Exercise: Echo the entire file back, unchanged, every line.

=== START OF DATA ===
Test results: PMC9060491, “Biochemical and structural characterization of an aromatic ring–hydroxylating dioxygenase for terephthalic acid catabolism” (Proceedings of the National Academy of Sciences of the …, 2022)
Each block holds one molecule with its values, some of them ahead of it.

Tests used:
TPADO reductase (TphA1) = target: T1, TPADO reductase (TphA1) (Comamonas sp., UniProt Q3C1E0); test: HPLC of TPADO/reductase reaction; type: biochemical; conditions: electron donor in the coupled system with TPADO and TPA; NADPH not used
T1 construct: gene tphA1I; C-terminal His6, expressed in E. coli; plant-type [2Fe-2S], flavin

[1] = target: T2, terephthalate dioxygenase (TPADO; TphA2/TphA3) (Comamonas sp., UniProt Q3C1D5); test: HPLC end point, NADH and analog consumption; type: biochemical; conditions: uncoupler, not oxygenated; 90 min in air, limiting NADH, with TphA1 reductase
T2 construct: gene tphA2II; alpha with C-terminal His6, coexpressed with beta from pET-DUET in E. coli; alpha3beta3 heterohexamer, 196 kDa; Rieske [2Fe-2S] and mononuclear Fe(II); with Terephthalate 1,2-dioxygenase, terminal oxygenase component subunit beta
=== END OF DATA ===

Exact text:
Test results: PMC9060491, “Biochemical and structural characterization of an aromatic ring–hydroxylating dioxygenase for terephthalic acid catabolism” (Proceedings of the National Academy of Sciences of the …, 2022)
Each block holds one molecule with its values, some of them ahead of it.

Tests used:
TPADO reductase (TphA1) = target: T1, TPADO reductase (TphA1) (Comamonas sp., UniProt Q3C1E0); test: HPLC of TPADO/reductase reaction; type: biochemical; conditions: electron donor in the coupled system with TPADO and TPA; NADPH not used
T1 construct: gene tphA1I; C-terminal His6, expressed in E. coli; plant-type [2Fe-2S], flavin

[1] = target: T2, terephthalate dioxygenase (TPADO; TphA2/TphA3) (Comamonas sp., UniProt Q3C1D5); test: HPLC end point, NADH and analog consumption; type: biochemical; conditions: uncoupler, not oxygenated; 90 min in air, limiting NADH, with TphA1 reductase
T2 construct: gene tphA2II; alpha with C-terminal His6, coexpressed with beta from pET-DUET in E. coli; alpha3beta3 heterohexamer, 196 kDa; Rieske [2Fe-2S] and mononuclear Fe(II); with Terephthalate 1,2-dioxygenase, terminal oxygenase component subunit beta